-why are the characters in Merchant of Venice now pointy-eared elf-people who ride around on dragons?

    Do these add anything to the story?


    Maybe they’re going with fads? Are Romeo and Juliet vampires or anything?

    • CommentTimeJan 20th 2010

    No, oddly enough. Apparently, this version is set in modern day Tokyo, and the rival families are members of the Yakuza. So, if nothing else, there is a distince chance that someone’s going to get a finger cut off.

    Basically, its that Romeo + Juliet movie, only in Japan.


    But if I remember correctly, in Romeo + Juliet, they kept Shakespeare’s original words, just transplanted the setting.

    • CommentTimeJan 20th 2010


    My first reaction was “EW NO BURN THESE ABOMINATIONS READ THE ORIGINALS OR READ NOTHING AT ALL YOU COWS”, but after thinking about it (and realizing that I, like SWQ, got into reading the originals anyway because I liked the Great Illustrated Classics versions, which were awesome because they had a picture on every. single. page. Also, the Wishbone books! I read like fifty of those! Beowulf is one of my favorite pieces of writing of all time, and the Wishbone version is actually what convinced me to read it in the first place…), I’ve changed my mind. I suppose adaptions of classics for “the masses” (or at least teenagers) is OK, but I do think a certain amount of respect needs to be had for the original. It can’t just be “Here is a boring old classic, how can we make it Fun and Exciting and Accessible to Teenagers?” It has to be “Here’s a really great book that unfortunately a lot of people aren’t going to read all of. How can we make it more accessible without losing its heart?”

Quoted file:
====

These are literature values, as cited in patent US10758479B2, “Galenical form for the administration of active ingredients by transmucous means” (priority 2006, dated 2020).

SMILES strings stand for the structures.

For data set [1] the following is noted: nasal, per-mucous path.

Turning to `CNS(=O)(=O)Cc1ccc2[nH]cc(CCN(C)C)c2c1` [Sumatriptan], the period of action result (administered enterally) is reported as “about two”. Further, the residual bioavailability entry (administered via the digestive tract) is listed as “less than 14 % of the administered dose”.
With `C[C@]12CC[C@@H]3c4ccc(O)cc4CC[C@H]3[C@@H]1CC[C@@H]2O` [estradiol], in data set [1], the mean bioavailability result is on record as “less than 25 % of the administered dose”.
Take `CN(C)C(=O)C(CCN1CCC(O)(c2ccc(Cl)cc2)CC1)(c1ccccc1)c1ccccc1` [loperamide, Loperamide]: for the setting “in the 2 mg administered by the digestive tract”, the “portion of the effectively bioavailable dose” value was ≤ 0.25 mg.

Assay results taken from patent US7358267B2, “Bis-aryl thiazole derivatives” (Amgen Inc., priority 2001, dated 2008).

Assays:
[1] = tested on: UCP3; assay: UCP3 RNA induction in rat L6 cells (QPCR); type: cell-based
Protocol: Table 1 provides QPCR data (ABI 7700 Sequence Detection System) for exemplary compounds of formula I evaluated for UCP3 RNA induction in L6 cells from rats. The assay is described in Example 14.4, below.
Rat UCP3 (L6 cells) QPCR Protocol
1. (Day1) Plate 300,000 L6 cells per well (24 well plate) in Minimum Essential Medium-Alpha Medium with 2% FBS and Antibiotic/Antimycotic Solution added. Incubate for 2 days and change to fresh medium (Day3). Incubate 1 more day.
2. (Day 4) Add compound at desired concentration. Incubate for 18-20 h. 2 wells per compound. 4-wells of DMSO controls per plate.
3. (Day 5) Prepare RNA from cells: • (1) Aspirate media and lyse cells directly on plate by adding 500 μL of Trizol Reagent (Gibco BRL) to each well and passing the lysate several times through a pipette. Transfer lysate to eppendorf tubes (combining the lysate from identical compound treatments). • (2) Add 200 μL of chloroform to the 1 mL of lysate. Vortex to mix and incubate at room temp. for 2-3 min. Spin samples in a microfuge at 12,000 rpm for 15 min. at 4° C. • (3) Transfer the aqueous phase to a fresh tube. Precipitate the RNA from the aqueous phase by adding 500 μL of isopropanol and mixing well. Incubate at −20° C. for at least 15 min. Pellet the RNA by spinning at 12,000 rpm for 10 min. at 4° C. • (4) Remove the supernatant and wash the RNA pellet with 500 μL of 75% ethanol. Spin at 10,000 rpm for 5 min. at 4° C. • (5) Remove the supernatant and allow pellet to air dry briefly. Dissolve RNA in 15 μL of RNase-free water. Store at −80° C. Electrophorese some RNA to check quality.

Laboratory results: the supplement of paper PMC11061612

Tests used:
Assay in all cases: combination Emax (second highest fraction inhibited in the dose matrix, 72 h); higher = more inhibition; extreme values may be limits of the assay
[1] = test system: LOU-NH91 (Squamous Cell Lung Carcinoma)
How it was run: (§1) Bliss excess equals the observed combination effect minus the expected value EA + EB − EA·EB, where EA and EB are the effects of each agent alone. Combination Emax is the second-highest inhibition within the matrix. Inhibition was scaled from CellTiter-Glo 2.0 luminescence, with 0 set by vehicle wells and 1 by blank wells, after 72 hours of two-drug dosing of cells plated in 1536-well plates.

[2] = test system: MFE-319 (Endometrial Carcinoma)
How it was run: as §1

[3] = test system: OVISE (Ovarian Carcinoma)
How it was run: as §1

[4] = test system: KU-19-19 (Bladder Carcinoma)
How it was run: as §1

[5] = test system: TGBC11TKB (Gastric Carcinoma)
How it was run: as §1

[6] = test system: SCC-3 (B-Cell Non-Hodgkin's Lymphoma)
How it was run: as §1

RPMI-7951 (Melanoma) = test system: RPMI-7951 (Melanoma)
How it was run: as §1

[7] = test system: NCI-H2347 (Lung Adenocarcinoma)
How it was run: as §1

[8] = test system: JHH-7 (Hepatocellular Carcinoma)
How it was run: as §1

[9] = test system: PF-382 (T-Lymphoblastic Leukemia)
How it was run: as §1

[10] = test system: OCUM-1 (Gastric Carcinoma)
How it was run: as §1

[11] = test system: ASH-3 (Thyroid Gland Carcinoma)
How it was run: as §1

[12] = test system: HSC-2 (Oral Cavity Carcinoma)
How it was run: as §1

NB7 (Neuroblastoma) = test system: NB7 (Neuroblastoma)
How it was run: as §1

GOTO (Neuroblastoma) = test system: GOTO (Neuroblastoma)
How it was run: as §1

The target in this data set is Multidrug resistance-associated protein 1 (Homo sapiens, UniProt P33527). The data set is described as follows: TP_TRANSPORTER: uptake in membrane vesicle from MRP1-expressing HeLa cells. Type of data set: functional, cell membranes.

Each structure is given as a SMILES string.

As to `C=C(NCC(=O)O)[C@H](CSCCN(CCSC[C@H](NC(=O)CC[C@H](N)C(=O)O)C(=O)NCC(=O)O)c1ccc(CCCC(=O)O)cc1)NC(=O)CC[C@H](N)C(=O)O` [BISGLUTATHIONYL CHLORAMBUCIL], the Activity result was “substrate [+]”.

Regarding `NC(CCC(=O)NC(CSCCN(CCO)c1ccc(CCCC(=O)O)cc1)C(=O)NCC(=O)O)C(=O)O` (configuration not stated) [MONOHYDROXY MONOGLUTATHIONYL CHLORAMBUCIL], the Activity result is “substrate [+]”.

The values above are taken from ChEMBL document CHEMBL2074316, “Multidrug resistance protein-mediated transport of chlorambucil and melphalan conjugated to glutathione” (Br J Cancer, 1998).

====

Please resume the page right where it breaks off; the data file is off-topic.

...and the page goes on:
So those manga versions look… very meh to me. If they were billed as “new interpretations of” or “based (loosely) on” Shakespeare’s works, I’d be fine with it. But trying to say that these new versions are the same thing as the originals… that just seems wrong, as they look like they’ve not only updated and cut down the language, but completely changed the story, except for the bare bones. I mean, if they want to do a star-crossed lovers story set in modern-day Tokyo, that actually sounds pretty awesome. But you can’t go around calling it “Romeo and Juliet” if the story, setting, and characters are changed (the one exception is if you keep the exact wording of the original. In other words, I think Romeo + Juliet can be called a faithful adaption of the original material). It’s “based on” or “inspired by” Romeo and Juliet, but it’s not the same story. If you want a modern-day star-crossed lovers story, go watch West Side Story or something…


    No matter how bad it looks, at least it’ll be more faithful than that Romeo X Juliet anime.

    • CommentTimeJan 20th 2010 edited

    Yep, Romeo + Juliet was faithful to the entire script, and I thought it was actually quite clever how thay made it apply to a modern setting. I remember lolling when “dagger” and “sword” were used to refer to guns. Also, crossdressing black Mercutio. That was about the only high point for me.


    • CommentTimeJan 21st 2010

    I don’t know about these mangas, but there are plenty of good modern adaptations of classics. Of course, I mayjust be saying this because I recently saw Apocalypse Now for the first time. Quality is the only difference between an adaptation and a bastardization.


    Meh. I glanced over one of those. The wordplays that are Shakespeare’s hallmarks are mostly missing. That’s pretty sad.

    Much Ado About Nothing had a couple of them.

    • CommentTimeFeb 2nd 2010

    Twelfth Night looked pretty decent from what samples they provided.

    I see nothing wrong with adapting the classics to make them more acceptable, but bastardization is the all-too-common result of such attempts. ;.;